In addition to darker mornings, cooler days, and changes in foliage this autumn season, you may also experience a sudden emergence of uninvited houseguests – FLEAS. This is because with the general increase in precipitation and cooler temperatures, fleas tend to thrive. But you only have Binx, and he’s an indoor cat, so no worries, right? Wrong. Keep reading…
Fleas, as defined by Merriam-Webster, are “small wingless bloodsucking insects that have hard laterally compressed bodies and legs adapted to leaping and that feed on warm-blooded animals”. I can simplify that to “Fleas, repulsive, despicable, and intolerable”. There are about 2,000 different species of these insufferable parasites in the world, with over 300 types in the United States. The most common domestic flea you’ll probably encounter here in the U.S. is the cat flea, or Ctenocephalides felis to be more exact.
Even though your home may be protected with a deadbolt, an ADT alarm system, and possibly a Ring Video Doorbell, you need to accept the fact that it not a sealed environment. You enter and exit your home on a daily basis, occasionally open the door for the pizza delivery person, and possibly open the screened-in windows on the first floor when the weather is nice. These are all opportunities for fleas to invade your interior domain, and believe me when I say they are opportunistic trespassers. Recently hatched adult fleas will lie in wait until you walk by. According to an October 2000 article in “Veterinary Parasitology”, https://www.ncbi.nlm.nih.gov/pubmed/10962162, cat fleas can jump an average horizontal distance of 8 inches, and an average height of 5.2 inches. At a maximum, the best performers can jump as far as 19 inches, and as high as 7.9 inches. So, suffice it to say, fleas can (and will) hitch a ride on your shoes or clothes in search for a fulfilling life on your faithful feline friend.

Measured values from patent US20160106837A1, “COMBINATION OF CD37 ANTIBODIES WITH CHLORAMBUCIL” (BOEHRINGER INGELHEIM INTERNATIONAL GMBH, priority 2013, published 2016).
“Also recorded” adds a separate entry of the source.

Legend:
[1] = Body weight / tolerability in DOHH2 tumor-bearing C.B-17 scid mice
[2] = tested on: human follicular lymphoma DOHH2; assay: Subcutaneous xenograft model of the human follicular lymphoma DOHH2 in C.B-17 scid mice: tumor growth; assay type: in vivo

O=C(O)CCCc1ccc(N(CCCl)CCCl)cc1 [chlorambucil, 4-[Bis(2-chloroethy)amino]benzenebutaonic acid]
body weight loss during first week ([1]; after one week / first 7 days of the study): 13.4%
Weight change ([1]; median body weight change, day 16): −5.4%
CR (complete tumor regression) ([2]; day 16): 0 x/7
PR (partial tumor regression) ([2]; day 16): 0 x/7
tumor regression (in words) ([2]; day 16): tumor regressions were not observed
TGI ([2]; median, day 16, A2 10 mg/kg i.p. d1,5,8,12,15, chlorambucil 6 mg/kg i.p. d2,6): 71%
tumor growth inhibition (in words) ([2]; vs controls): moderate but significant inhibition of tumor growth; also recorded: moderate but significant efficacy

Now that it’s understood that fleas can indeed create a problem for you, take a good look at Binx to see if you can spot any of these little pests. Examine the areas under his “armpits” and on his belly, especially near the groin. These are warm and protected locations where fleas are known to seek asylum. If you don’t see fleas, you might see “flea dirt” which is… well, flea poop. Blood excreted by adult fleas dries into reddish-black pellets (resembling pepper). Gently run a flea comb through Binx’ fur, wipe it onto a paper towel, and then add just a wee bit of water. If the residue on the paper towel turns a rusty-reddish color (because it’s blood, duh), that’s a sign fleas.
Perhaps you’re wondering what the big deal is if Binx is harboring a flea or two. Well, firstly, a flea infestation could be in your immediate future. A single adult female flea can lay about 40 eggs daily and live anywhere from a few days to a few months on its preferred host animal (aka, Binx). These eggs represent about half of the entire flea population in an average home. The adult fleas make up about 5% and the rest of the population (larvae & pupae) are safely tucked away nearby… https://www.youtube.com/watch?v=q2cPbRPepXA
Secondly, fleas can pose potential health concerns for everyone in your household, including your four-legged sidekick: